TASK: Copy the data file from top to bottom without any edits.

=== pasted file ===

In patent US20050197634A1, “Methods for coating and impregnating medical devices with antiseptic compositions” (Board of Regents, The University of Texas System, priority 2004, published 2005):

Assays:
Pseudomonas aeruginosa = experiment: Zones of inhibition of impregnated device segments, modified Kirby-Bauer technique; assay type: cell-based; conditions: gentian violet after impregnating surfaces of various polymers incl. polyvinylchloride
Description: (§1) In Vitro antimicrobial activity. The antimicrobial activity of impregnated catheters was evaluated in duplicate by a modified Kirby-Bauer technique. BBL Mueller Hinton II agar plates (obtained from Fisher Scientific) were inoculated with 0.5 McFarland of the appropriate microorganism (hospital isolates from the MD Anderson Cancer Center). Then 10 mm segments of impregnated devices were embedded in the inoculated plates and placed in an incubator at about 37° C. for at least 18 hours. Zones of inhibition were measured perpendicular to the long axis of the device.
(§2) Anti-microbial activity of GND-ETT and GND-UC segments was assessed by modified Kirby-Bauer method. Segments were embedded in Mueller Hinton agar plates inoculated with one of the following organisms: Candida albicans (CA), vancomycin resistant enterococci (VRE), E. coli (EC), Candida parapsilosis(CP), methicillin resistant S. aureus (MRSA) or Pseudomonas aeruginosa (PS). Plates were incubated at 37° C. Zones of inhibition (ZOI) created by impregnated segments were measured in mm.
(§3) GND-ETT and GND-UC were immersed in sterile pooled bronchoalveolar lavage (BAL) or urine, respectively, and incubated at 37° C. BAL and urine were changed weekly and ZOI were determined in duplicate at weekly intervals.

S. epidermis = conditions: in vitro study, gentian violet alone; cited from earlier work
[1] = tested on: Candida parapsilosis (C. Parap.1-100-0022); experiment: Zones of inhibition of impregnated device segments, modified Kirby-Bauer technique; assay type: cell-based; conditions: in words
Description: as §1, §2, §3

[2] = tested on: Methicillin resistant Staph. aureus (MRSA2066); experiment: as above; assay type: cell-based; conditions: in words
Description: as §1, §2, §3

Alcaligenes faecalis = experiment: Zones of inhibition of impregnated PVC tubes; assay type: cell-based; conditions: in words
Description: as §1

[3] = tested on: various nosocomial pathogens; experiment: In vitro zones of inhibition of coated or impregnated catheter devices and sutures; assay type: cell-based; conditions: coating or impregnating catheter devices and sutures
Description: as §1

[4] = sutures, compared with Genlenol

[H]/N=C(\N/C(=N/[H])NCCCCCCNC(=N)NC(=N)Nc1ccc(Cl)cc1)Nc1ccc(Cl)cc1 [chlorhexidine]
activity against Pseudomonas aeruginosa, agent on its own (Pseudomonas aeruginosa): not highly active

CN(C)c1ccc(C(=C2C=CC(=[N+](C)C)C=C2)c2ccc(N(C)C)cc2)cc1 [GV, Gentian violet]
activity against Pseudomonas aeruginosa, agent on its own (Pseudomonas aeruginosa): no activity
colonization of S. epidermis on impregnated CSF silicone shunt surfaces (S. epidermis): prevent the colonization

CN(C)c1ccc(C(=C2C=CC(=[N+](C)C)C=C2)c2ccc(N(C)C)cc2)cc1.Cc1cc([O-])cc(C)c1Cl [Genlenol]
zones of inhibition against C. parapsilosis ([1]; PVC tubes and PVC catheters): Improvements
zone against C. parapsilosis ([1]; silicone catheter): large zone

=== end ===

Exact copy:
In patent US20050197634A1, “Methods for coating and impregnating medical devices with antiseptic compositions” (Board of Regents, The University of Texas System, priority 2004, published 2005):

Assays:
Pseudomonas aeruginosa = experiment: Zones of inhibition of impregnated device segments, modified Kirby-Bauer technique; assay type: cell-based; conditions: gentian violet after impregnating surfaces of various polymers incl. polyvinylchloride
Description: (§1) In Vitro antimicrobial activity. The antimicrobial activity of impregnated catheters was evaluated in duplicate by a modified Kirby-Bauer technique. BBL Mueller Hinton II agar plates (obtained from Fisher Scientific) were inoculated with 0.5 McFarland of the appropriate microorganism (hospital isolates from the MD Anderson Cancer Center). Then 10 mm segments of impregnated devices were embedded in the inoculated plates and placed in an incubator at about 37° C. for at least 18 hours. Zones of inhibition were measured perpendicular to the long axis of the device.
(§2) Anti-microbial activity of GND-ETT and GND-UC segments was assessed by modified Kirby-Bauer method. Segments were embedded in Mueller Hinton agar plates inoculated with one of the following organisms: Candida albicans (CA), vancomycin resistant enterococci (VRE), E. coli (EC), Candida parapsilosis(CP), methicillin resistant S. aureus (MRSA) or Pseudomonas aeruginosa (PS). Plates were incubated at 37° C. Zones of inhibition (ZOI) created by impregnated segments were measured in mm.
(§3) GND-ETT and GND-UC were immersed in sterile pooled bronchoalveolar lavage (BAL) or urine, respectively, and incubated at 37° C. BAL and urine were changed weekly and ZOI were determined in duplicate at weekly intervals.

S. epidermis = conditions: in vitro study, gentian violet alone; cited from earlier work
[1] = tested on: Candida parapsilosis (C. Parap.1-100-0022); experiment: Zones of inhibition of impregnated device segments, modified Kirby-Bauer technique; assay type: cell-based; conditions: in words
Description: as §1, §2, §3

[2] = tested on: Methicillin resistant Staph. aureus (MRSA2066); experiment: as above; assay type: cell-based; conditions: in words
Description: as §1, §2, §3

Alcaligenes faecalis = experiment: Zones of inhibition of impregnated PVC tubes; assay type: cell-based; conditions: in words
Description: as §1

[3] = tested on: various nosocomial pathogens; experiment: In vitro zones of inhibition of coated or impregnated catheter devices and sutures; assay type: cell-based; conditions: coating or impregnating catheter devices and sutures
Description: as §1

[4] = sutures, compared with Genlenol

[H]/N=C(\N/C(=N/[H])NCCCCCCNC(=N)NC(=N)Nc1ccc(Cl)cc1)Nc1ccc(Cl)cc1 [chlorhexidine]
activity against Pseudomonas aeruginosa, agent on its own (Pseudomonas aeruginosa): not highly active

CN(C)c1ccc(C(=C2C=CC(=[N+](C)C)C=C2)c2ccc(N(C)C)cc2)cc1 [GV, Gentian violet]
activity against Pseudomonas aeruginosa, agent on its own (Pseudomonas aeruginosa): no activity
colonization of S. epidermis on impregnated CSF silicone shunt surfaces (S. epidermis): prevent the colonization

CN(C)c1ccc(C(=C2C=CC(=[N+](C)C)C=C2)c2ccc(N(C)C)cc2)cc1.Cc1cc([O-])cc(C)c1Cl [Genlenol]
zones of inhibition against C. parapsilosis ([1]; PVC tubes and PVC catheters): Improvements
zone against C. parapsilosis ([1]; silicone catheter): large zone